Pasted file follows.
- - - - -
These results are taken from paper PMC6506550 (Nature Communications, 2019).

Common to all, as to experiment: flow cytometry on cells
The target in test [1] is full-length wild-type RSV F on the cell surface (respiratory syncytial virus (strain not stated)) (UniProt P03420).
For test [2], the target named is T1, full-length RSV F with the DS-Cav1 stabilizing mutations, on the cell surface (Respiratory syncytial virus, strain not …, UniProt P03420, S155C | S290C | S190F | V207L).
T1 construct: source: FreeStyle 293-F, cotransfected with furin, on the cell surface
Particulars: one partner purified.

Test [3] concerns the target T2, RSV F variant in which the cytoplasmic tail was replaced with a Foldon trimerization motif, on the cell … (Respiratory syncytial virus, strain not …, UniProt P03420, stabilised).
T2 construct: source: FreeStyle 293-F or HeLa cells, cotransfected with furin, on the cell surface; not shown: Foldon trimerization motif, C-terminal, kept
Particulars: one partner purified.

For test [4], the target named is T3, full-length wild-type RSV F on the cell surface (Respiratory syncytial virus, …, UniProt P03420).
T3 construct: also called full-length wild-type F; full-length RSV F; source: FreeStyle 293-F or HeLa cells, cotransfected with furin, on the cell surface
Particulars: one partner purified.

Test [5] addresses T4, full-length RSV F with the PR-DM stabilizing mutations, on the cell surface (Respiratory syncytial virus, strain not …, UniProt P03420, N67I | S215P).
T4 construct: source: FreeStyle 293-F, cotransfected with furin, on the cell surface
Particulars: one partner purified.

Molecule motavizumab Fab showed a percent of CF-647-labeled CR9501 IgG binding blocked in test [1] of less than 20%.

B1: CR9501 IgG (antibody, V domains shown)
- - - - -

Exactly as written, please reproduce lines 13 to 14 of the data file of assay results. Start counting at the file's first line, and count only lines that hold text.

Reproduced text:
Test [5] addresses T4, full-length RSV F with the PR-DM stabilizing mutations, on the cell surface (Respiratory syncytial virus, strain not …, UniProt P03420, N67I | S215P).
T4 construct: source: FreeStyle 293-F, cotransfected with furin, on the cell surface